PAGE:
The tumor cells (MC38, HCT116 for colorectal carcinoma cells; MCF-7 for breast carcinoma cells; A375 and B16 for melanoma cells: NCI-H1975, PC3 for NSCLC cells: Hep3B for hepatoma cells) were obtained from the American Tissue Culture Collection (ATCC). K029 melanoma cells were established from the metastatic lesion of advanced patients as previously described (20). The therapy-resistant variants were established by the exposure of increasing concentrations of therapeutic agents (50–100 times higher than maximal toxic concentrations). The cell lines described above were authenticated by the Central Institute for Experimental Animals (Kawasaki, Japan) for interspecies and mycoplasma contamination by PCR.

Human samples

The clinical protocols for this study project were approved by the committees in Institutional Review Board of Hokkaido University Hospital (Approval number: 10–0114). Pleural effusion cells were obtained from patients with stage IV non–small cell lung carcinomas (NSCLC) after written informed consents had been obtained. The cells were isolated by Ficoll–Hypaque density centrifugation, and further purified as EpCAM+ epithelial tumor cells from pleural effusion.

Evaluation of integrin-αvβ3 expression

The cell lines and primary tumor infiltrates obtained from patients with advanced cancer were analyzed by flow cytometry using mAbs against human integrin-αvβ3 (clone: LM690: Millipore). In primary cells, the epithelial tumor cells were fractionated as EpCAM-positive populations. All clinical protocols received approval from Institutional Review Board of Hokkaido University Hospital (Approval number: 10–0114).

Immunoblotting

A375 melanoma cells or those resistant to PLX-4720 were stimulated with 50 nmol/L PLX-4720, and the cell lysates were then subjected to Western blotting with Abs specific for antiphospho-chk2 (Thr165), phospho-ATM (Ser138; Cell Signaling Technologies) and integrin-αvβ3 (Millipore). β-Actin was used as a loading control to check the integrity of each sample.

siRNA transduction

The design, preparation, and transduction of siRNA vectors were carried out as described previously (10). In brief, expression plasmids containing human chk-2 siRNA, integrin-β3 and ATM siRNA was obtained from Thermo-Scientific, and transfected into tumor cells according to the manufacturer's instructions. The gene knockdown efficacy was assessed by protein immunoblot analysis, and proved to be more than 95%.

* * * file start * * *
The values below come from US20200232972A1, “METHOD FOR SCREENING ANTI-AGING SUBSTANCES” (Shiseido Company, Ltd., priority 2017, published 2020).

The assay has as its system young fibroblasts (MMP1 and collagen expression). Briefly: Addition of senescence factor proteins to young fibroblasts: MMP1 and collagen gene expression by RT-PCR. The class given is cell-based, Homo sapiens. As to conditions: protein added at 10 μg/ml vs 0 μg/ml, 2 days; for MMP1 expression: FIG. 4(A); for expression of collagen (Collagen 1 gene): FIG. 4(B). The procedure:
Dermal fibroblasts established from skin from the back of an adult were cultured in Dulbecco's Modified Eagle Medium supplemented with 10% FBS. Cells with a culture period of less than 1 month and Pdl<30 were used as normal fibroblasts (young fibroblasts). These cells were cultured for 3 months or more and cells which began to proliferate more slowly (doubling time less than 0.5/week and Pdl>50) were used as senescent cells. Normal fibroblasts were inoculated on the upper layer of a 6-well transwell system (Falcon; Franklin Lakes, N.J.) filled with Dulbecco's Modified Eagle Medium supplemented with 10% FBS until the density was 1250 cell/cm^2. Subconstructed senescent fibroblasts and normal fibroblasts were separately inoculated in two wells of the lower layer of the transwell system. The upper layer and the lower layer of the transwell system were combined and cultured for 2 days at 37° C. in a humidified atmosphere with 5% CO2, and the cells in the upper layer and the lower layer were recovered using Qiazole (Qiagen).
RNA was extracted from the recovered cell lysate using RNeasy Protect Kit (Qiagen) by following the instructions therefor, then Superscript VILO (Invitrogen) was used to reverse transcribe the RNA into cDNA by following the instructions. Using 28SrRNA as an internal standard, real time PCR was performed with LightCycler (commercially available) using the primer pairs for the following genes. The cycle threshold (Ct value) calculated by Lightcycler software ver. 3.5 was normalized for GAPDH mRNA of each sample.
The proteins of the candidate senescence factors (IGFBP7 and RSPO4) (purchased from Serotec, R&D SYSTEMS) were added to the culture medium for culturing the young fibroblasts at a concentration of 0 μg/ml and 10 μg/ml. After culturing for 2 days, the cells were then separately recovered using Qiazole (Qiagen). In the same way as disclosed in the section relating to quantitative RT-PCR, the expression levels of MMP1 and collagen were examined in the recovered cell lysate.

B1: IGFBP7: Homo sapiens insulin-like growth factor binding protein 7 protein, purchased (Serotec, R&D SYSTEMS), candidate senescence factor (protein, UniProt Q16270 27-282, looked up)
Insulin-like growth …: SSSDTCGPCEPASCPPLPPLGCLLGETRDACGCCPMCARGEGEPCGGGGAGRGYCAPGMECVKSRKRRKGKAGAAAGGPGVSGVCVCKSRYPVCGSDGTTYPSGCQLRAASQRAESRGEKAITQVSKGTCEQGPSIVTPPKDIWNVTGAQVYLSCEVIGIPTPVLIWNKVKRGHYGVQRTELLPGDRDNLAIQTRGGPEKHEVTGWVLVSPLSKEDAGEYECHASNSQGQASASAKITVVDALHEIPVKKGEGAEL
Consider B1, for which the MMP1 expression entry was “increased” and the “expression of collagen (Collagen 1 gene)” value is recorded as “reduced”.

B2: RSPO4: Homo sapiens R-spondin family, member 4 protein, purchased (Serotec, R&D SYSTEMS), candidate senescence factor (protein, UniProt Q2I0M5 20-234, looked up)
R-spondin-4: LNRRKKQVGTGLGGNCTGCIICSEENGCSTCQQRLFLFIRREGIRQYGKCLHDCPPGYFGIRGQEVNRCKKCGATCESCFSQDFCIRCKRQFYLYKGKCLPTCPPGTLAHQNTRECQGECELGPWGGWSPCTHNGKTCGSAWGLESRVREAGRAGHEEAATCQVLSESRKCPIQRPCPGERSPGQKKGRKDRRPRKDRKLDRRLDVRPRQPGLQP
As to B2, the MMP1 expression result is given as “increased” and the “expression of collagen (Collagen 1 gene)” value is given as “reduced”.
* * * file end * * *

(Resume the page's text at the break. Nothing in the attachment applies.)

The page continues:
In vivo antitumor activities of BRAF inhibitor and anti–integrin-αv mAb

For in vivo tumor experiments, C57BL/6 or NOD-SCID mice were challenged subcutaneously in the flank with B16 melanoma cells transfected with V600E BRAF (B16.V600E) or those resistant to PLX-4270 (1 × 105) on day 0. For the therapy model, mice were injected with 250 μg of anti-mouse integrin-αv mAb (RMV-7) twice a week and 250 mg/kg of PLX-4270 (Merck-Calbiochem) 3 times a week. Tumor growth was measured every 5 days. In some instances, intratumoral administration of bone marrow-derived dendritic cells (BMDC; 1 × 106/mouse) was carried out with PLX-4270 and anti–integrin-αv mAb to examine the effect on antitumor responses.

Immune phenotypic assay

The frequency and phenotype of T lymphocytes in tumor draining lymph nodes (TDL) were analyzed by flow cytometry using anti-CD4, anti-CD8, anti-CD44, and anti-CD62L Ab (BD-Bioscience). For intracellular staining, TDLs were dispersed and pretreated with anti-CD3 and anti-CD28 agonistic Ab (BD-Bioscience) for 24 hours. The cells were then treated with brefeldin-A (Sigma-Aldrich), stained with anti-CD4 or anti-CD8, fixed, permeabilized with Cytofix/Cytoperm buffer, and stained again with PE-conjugated Abs for Foxp3, IFNγ, IL-17. In some cases, IFNγ, IL-10, and IL-12 were quantified by ELISA (BD Bioscience) using supernatant obtained from cultured TDL or BMDCs. The frequency of each immune cell population was determined by flow cytometry.

Phagocytosis assays